As we approach Super Bowl 50 there is a debate about whether guns should be allowed in NFL stadiums in the wake of the Paris terror attacks.
The National Fraternal Order of Police thinks off duty or retired police officers should be allowed to carry guns at NFL games.
The group, which is the largest police union in the country, is asking the league to tweak its policy and allow off-duty or retired officers to carry a gun into NFL stadiums.
In a letter sent to commissioner Roger Goddell back on November 20, the union's president Chuck Canterbury wrote that off-duty police officers are the best bet for stopping a terrorist attack inside a stadium.
In part he wrote, "well-attended venues and areas are being deliberately targeted by the radical killers who do not intend or expect to survive the assault... active and retired law enforcement officers must meet a much higher standard of qualification than your average permit holder and must keep their firearms training up to date continuously."
Reaction to the proposal is mixed.
The NFL released the following statement: "We have the highest respect for people in law enforcement and the full confidence in their ability to enforce the law and protect public safety. Our policy was reached after an extensive process, including consultation with a wide range of law enforcement personnel and security experts.
We concluded that public safety inside NFL stadiums on game days would be best-served by the carrying of firearms by on-duty officers specifically assigned to work the game as part of the comprehensive public safety plan for the event. This approach has been certified by the Department of Homeland Security under the SAFETY Act (Support Anti-Terrorism by Fostering Effective Technologies).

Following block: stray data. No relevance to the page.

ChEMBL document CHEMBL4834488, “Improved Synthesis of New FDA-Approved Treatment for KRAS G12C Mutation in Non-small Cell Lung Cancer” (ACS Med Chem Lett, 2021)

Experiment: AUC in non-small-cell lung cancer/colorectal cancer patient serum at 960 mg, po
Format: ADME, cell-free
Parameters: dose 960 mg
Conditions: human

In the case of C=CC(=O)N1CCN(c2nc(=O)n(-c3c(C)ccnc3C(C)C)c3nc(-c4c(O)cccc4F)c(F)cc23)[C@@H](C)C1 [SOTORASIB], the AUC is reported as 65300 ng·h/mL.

Security on gameday includes on-duty uniformed armed law enforcement officers in addition to unarmed civilian security personnel. These officers are trained in facility specific response procedures and security protocols; they have specific game day assignments, responsibilities, and duties and they are subject to an established chain of command. They train together on a regular basis and they are well known to each other.
Off-duty officers attend games as spectators and are unknown to working law enforcement officers and security personnel. They may not have the same training and do not participate in the weekly preparation meetings. They are not included in the on-site chain of command. The well-intentioned display or use of gun could have serious unintended and potentially tragic consequences."
The National Fraternal Order of Police says they plan on reaching out to team owners, venue owners and local businesses to share their concerns.